She sticks to her bias, even when the story she tells belies her assertion. In a chapter called "Breadwinner," she tells how startled she was to learn that brothels used to require women to have pimps, and many women still have them: "The involvement of pimps enabled brothel owners to leave discipline to men who wouldn't hesitate to keep their women in line." Although the women give fifty percent of their income to the brothel, "law enforcement officials in Oregon, where for some reason many of today's West Coast pimps allegedly originate, estimate that pimps in the Eugene-Springfield area have over forty women working in Nevada's brothels who regularly send tens of thousands of dollars back home." Albert believes that prostitution will always be with us, a pretty safe assumption based on the last 2,500 years of recorded history. From a public-health perspective, the women at the Mustang Ranch were better off than their sisters on the street. The brothel owners enforced a strict condom policy and tested the women regularly for sexually transmitted diseases (the women themselves paid for the testing). Within the confines of the brothel, the women were free from assault and, for this protection, they gave up their personal freedom. They were required to stay at the brothel three weeks at a time, and to pay for an escort if they wanted to run an errand in town. From 6 p.m. Friday until 6 p.m. Sunday, the management locked the only room with pay phones.This is a mighty peculiar way to treat "self-aware professionals." If my daughter came to me and announced that she was going to take a job that required her to stay at a ranch in the Nevada desert for three weeks at a time without telephone contact on the weekends and pay half of the money she earned to the owner of the ranch, I would have reservations, even if the job had nothing to do with sex. Albert admits, "On a few occasions I had caught sight of a carload of tourists posing outside the brothel fence for a photo, and it had struck me that the brothel residents actually lived like animals in the zoo." I wish an editor had pointed out to Albert how often her observations contradict her romantic vision of the working girls.

While Albert didn't manage to convince me that the women of the Mustang Ranch were social workers who use their bodies, she does make a strong case that their work does not define them. "In a business built largely on desire and fantasy," she muses, "it's easy to be deceived by our assumptions and, in doing so, overlook the humanity that's at the core of this complex and timeless profession." Unfortunately, the humanity in this story all seems to come from the women. The men who hire them and pimp them, and officials in the rural counties who license the brothels, seem only to care about money.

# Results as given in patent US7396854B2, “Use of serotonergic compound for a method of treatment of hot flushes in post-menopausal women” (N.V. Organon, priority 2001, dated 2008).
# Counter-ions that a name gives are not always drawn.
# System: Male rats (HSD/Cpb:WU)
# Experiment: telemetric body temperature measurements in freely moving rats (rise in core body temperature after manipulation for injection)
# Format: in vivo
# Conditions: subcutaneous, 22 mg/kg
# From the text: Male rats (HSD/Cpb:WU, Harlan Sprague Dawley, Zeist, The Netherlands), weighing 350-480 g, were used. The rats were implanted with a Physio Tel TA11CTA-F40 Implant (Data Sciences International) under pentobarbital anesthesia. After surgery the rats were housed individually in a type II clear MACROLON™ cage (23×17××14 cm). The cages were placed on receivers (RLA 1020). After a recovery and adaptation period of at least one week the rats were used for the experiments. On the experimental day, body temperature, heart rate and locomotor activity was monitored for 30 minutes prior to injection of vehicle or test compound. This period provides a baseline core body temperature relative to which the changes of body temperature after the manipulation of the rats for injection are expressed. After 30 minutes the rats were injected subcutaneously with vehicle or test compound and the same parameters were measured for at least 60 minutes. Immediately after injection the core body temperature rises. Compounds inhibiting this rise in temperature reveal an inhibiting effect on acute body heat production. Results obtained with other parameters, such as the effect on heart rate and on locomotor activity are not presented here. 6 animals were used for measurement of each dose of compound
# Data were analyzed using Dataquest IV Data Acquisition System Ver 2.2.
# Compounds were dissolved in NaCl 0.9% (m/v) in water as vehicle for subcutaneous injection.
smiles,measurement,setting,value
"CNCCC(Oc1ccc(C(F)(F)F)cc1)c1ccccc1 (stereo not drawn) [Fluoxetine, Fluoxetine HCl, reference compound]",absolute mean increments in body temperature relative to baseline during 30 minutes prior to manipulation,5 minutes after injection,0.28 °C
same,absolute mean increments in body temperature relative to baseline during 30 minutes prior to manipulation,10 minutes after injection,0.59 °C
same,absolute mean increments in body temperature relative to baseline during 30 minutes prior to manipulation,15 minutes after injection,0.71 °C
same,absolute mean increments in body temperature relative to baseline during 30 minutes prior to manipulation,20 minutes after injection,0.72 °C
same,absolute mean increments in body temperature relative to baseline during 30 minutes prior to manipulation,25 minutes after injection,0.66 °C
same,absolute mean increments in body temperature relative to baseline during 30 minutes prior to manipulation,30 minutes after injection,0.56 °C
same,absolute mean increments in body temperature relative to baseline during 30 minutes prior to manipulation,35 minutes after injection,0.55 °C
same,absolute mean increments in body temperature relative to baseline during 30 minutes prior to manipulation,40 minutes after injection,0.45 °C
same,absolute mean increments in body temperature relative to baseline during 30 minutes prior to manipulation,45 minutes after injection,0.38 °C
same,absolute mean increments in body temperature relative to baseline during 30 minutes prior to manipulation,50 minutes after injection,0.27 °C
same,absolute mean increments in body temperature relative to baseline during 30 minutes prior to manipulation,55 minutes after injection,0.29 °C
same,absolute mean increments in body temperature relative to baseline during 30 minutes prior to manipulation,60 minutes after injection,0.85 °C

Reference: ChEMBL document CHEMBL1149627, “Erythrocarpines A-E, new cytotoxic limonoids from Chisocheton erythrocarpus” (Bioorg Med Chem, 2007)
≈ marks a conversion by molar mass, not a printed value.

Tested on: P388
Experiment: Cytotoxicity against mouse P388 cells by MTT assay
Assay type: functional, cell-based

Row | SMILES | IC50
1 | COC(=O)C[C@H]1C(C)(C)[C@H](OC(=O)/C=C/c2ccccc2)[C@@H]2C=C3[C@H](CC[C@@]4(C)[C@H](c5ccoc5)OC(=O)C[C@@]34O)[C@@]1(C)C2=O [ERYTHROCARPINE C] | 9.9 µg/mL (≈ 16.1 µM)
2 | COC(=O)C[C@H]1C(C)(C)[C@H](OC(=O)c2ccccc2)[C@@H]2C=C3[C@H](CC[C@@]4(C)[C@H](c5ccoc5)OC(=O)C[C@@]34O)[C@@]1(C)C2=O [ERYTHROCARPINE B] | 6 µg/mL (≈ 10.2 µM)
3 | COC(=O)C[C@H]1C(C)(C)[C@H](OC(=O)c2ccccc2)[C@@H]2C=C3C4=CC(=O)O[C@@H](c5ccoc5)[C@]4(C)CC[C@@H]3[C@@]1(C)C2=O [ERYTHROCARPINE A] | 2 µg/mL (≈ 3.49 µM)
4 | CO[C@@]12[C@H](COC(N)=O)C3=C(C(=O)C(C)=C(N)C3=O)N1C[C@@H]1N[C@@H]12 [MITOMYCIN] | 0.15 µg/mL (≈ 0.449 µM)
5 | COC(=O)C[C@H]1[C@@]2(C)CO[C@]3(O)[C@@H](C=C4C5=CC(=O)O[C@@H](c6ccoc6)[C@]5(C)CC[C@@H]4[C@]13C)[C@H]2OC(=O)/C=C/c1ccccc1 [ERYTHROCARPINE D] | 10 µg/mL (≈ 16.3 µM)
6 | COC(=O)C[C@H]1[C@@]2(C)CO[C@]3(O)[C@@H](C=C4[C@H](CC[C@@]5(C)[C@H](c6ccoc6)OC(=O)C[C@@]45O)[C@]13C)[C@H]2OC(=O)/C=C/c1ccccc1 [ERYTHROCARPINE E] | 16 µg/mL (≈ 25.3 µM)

In the April 23, 2001 New Yorker, Rebecca Mead profiles Dennis Hof, owner of the Bunnyranch, in an essay called "American Pimp." By coincidence, Mead's article provides a good counterpoint to Albert's book. Mead analyzes the Bunnyranch from a business point of view rather than focusing on relationships among the women who work there. The operation of the Bunnyranch sounds very like that of the Mustang, except that Hof now imports porn stars to work for shorter stints than three weeks. He pays his girls daily in cash. "If we give the girls cash, they will spend it," he explains. "And if they spend it, they will make more. They can make more: it is just creating that desire to make it."

If a brothel is a "family," as Albert claims, it's a family you join by working or paying--sort of the opposite of Robert Frost's concept of home being "where they have to take you in." Albert laments, "People cared less about how decent and helpful the women were than about how much money they made, what types of sexual activities they sold, and what horrible circumstances forced them to resort to selling their bodies in the first place." No kidding. She has to know it's the peephole here that defines the view.